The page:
Identifying comorbidity patterns of health conditions via cluster analysis of pairwise concordance statistics

Ng, Shu Kay, Holden, Libby and Sun, Jing (2012) Identifying comorbidity patterns of health conditions via cluster analysis of pairwise concordance statistics. Statistics in Medicine, 31 27: 3393-3405. doi:10.1002/sim.5426


Author Ng, Shu Kay
Holden, Libby
Sun, Jing
Title Identifying comorbidity patterns of health conditions via cluster analysis of pairwise concordance statistics
Journal name Statistics in Medicine   Check publisher's open access policy
ISSN 0277-6715
1097-0258
Publication date 2012-11-01
Sub-type Article (original research)
DOI 10.1002/sim.5426
Volume 31
Issue 27
Start page 3393
End page 3405
Total pages 13
Place of publication West Sussex, United Kingdom
Publisher John Wiley and Sons
Collection year 2013
Language eng
Formatted abstract
Identification of comorbidity patterns of health conditions is critical for evidence-based practice to improve the prevention, treatment and health care of relevant diseases. Existing approaches focus mainly on either using descriptive measures of comorbidity in terms of the prevalence of coexisting conditions, or addressing the prevalence of comorbidity based on a particular disease (e.g. psychosis) or a specific population (e.g. hospital patients). As coincidental comorbidity by chance increases with the prevalence rates of the conditions, which in turn depend heavily on the population under study, research findings on comorbidity patterns using those approaches may provide unreliable results. In this paper, we propose an asymmetric version of Somers’ D statistic to provide a quantitative measure of comorbidity that accounts for co-occurrence of conditions by chance, and develop a unified clustering algorithm to identify comorbidity patterns with adjustment for multiple testing and control for the false discovery rate. We assess the applicability of the proposed comorbidity measure and investigate the performance of the proposed procedure for the adjustment of multiple testing by conducting a comparative study and a sensitivity analysis, respectively. The proposed method is illustrated using a national survey data set of mental health and wellbeing and a national health survey data set in Australia.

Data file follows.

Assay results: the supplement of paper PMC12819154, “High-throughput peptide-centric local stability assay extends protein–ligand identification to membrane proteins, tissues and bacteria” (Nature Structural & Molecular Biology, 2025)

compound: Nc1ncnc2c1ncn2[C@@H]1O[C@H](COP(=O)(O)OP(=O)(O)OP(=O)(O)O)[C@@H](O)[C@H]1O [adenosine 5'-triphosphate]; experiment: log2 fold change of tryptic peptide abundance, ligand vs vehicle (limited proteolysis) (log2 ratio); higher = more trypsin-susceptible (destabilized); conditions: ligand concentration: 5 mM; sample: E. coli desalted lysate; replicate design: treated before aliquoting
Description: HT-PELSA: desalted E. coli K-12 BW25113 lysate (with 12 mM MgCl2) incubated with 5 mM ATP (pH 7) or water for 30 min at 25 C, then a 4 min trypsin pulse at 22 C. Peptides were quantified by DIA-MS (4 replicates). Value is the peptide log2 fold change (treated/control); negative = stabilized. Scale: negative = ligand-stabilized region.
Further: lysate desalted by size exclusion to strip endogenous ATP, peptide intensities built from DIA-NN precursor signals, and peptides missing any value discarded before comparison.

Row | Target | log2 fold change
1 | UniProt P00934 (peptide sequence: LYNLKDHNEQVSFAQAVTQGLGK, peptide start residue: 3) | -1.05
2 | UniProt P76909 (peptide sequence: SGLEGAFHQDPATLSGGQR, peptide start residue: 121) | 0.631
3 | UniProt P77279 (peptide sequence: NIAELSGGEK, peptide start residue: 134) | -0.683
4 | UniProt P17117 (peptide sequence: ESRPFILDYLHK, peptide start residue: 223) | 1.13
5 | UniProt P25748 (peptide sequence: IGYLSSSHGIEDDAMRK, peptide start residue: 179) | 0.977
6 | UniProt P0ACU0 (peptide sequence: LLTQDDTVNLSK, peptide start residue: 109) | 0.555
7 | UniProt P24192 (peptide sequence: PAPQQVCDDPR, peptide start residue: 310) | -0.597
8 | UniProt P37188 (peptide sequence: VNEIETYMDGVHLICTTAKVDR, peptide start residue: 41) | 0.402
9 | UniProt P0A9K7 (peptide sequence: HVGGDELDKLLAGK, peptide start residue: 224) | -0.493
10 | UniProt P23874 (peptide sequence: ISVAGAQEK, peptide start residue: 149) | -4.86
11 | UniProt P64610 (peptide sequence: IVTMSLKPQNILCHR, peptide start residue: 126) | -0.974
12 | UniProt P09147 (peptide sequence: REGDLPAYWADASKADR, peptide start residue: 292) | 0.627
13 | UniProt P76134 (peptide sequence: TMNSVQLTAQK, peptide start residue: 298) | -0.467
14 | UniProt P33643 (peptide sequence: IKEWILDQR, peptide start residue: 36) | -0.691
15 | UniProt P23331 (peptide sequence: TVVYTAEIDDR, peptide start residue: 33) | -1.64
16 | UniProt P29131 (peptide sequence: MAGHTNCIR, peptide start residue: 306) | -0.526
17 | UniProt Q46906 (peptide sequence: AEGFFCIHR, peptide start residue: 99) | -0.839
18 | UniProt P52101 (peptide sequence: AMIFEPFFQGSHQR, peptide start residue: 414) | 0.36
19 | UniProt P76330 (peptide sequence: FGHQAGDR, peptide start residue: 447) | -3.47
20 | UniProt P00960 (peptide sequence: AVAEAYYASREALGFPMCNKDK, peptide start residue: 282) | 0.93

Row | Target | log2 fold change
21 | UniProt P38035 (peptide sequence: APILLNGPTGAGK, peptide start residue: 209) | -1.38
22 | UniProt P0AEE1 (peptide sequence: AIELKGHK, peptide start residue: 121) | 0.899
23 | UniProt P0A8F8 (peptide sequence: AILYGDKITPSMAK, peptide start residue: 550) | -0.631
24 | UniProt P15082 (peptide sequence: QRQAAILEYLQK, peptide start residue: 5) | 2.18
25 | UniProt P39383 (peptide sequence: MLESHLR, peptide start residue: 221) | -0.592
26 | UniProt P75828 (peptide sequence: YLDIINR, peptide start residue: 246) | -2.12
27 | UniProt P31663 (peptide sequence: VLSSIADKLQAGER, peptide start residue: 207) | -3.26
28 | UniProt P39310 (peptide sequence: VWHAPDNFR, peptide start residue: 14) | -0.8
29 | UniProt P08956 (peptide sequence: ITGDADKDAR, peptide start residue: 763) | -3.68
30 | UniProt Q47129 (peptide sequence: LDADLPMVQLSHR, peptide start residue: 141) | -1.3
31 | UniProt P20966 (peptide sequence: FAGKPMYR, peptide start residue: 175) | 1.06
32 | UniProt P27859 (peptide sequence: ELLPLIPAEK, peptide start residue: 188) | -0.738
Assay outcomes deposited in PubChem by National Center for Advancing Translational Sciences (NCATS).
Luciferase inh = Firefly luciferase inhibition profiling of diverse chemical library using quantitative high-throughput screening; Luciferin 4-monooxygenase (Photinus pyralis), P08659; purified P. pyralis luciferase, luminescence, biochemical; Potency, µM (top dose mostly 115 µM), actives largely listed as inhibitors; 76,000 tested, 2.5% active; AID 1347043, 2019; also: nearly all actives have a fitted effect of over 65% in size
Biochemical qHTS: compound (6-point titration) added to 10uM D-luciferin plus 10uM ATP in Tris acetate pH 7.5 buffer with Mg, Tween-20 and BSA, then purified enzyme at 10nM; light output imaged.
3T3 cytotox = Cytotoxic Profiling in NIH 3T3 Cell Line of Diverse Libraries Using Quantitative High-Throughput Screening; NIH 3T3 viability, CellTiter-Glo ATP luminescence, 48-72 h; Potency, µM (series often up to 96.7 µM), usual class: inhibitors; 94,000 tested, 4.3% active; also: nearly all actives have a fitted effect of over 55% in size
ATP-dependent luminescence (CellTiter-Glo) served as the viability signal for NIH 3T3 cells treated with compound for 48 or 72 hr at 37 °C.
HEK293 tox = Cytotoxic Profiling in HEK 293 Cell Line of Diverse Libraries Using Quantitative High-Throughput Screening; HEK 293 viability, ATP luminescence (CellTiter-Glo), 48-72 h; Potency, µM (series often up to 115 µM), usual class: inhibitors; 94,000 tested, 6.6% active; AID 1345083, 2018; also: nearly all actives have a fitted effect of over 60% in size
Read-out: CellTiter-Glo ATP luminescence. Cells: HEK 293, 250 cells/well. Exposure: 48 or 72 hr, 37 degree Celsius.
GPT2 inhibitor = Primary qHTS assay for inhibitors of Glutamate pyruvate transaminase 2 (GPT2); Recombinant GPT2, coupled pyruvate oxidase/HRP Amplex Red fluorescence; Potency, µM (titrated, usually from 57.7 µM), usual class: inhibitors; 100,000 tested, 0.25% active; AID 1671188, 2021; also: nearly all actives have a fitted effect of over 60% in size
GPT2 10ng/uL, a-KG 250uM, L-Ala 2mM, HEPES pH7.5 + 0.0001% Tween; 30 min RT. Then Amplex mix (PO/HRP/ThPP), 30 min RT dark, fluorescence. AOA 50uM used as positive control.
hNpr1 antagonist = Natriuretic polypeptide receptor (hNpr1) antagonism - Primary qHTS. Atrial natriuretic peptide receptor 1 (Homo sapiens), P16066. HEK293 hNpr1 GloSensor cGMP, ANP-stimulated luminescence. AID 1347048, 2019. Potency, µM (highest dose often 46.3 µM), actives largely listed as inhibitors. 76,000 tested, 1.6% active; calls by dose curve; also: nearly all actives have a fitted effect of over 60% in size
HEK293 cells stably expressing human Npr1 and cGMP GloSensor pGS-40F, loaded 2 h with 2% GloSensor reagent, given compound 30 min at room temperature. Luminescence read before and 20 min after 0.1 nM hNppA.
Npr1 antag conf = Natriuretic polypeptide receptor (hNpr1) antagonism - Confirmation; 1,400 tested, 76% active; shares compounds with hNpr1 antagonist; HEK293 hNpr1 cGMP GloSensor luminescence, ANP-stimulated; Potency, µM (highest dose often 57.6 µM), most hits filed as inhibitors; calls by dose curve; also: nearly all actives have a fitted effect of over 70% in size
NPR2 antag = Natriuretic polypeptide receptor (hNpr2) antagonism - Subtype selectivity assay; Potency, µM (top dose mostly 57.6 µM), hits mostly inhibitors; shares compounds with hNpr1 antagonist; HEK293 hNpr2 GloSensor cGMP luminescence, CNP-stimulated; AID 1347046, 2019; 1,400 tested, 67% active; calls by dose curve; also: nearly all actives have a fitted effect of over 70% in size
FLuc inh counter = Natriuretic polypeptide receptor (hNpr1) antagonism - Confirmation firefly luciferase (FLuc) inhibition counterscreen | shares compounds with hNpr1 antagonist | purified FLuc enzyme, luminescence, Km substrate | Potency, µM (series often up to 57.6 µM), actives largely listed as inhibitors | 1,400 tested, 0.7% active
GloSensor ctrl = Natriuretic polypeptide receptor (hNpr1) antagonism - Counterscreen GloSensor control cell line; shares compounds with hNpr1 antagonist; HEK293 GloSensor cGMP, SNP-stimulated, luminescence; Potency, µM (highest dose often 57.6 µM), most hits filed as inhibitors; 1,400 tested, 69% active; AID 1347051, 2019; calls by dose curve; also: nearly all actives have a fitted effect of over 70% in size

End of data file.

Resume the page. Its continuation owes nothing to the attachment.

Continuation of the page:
Keyword Asymmetric Somers' D statistic
Comorbidity
Concordance statistic
Multiplicity problem
National survey data
Overlapping clusters
Q-Index Code C1
Q-Index Status Provisional Code
Institutional Status Non-UQ

Document type: Journal Article
Sub-type: Article (original research)
Collections: Non HERDC
School of Public Health Publications
 
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Created: Wed, 16 Jan 2013, 23:54:53 EST by Geraldine Fitzgerald on behalf of School of Public Health